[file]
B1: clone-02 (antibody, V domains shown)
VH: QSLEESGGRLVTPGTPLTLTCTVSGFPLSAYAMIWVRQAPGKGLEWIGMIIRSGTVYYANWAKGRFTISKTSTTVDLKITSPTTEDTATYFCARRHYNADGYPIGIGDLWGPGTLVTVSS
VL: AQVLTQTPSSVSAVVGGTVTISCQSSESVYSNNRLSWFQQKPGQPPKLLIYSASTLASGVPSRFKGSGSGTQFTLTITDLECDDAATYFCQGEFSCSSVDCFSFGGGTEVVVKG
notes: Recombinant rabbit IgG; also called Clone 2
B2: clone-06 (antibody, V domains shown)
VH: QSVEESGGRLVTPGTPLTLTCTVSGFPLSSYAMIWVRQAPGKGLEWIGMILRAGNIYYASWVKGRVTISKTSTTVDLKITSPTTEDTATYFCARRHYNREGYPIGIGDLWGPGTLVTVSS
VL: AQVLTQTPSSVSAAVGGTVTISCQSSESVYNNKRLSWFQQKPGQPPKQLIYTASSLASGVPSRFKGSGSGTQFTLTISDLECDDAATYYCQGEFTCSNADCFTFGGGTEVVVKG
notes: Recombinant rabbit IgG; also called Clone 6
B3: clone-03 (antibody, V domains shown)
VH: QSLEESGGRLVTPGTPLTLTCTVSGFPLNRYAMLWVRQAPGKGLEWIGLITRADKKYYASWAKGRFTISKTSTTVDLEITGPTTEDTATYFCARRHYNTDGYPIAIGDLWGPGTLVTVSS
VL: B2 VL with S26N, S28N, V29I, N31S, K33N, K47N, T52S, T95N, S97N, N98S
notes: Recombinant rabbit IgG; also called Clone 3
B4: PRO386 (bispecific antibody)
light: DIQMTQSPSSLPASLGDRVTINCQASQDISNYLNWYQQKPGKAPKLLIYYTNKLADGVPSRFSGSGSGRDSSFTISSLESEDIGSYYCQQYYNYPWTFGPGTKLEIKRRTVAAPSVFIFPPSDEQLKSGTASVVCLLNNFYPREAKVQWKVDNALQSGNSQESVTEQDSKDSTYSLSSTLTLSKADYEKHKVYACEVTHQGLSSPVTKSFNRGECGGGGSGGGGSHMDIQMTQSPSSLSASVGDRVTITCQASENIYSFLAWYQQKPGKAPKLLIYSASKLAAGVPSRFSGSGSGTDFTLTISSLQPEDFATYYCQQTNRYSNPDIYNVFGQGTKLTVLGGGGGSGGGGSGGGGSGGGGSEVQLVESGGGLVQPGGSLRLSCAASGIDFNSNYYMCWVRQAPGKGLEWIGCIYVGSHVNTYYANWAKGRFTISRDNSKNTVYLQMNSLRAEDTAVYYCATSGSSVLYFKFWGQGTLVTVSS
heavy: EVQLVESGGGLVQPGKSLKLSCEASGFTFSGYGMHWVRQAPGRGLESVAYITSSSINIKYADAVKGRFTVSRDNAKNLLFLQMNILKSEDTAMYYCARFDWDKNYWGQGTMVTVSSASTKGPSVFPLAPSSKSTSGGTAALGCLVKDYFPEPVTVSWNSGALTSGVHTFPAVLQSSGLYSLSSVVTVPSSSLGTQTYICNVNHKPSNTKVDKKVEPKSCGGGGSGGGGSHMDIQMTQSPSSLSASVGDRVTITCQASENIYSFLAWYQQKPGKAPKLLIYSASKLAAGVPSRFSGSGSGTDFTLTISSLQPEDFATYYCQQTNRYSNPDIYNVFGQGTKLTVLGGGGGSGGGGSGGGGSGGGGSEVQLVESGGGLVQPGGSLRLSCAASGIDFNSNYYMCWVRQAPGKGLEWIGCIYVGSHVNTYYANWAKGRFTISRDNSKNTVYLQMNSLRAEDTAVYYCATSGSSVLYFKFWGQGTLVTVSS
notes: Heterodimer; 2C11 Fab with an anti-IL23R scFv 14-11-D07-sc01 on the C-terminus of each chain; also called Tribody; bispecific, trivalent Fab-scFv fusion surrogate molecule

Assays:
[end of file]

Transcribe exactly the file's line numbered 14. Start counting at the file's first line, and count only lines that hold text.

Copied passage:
light: DIQMTQSPSSLPASLGDRVTINCQASQDISNYLNWYQQKPGKAPKLLIYYTNKLADGVPSRFSGSGSGRDSSFTISSLESEDIGSYYCQQYYNYPWTFGPGTKLEIKRRTVAAPSVFIFPPSDEQLKSGTASVVCLLNNFYPREAKVQWKVDNALQSGNSQESVTEQDSKDSTYSLSSTLTLSKADYEKHKVYACEVTHQGLSSPVTKSFNRGECGGGGSGGGGSHMDIQMTQSPSSLSASVGDRVTITCQASENIYSFLAWYQQKPGKAPKLLIYSASKLAAGVPSRFSGSGSGTDFTLTISSLQPEDFATYYCQQTNRYSNPDIYNVFGQGTKLTVLGGGGGSGGGGSGGGGSGGGGSEVQLVESGGGLVQPGGSLRLSCAASGIDFNSNYYMCWVRQAPGKGLEWIGCIYVGSHVNTYYANWAKGRFTISRDNSKNTVYLQMNSLRAEDTAVYYCATSGSSVLYFKFWGQGTLVTVSS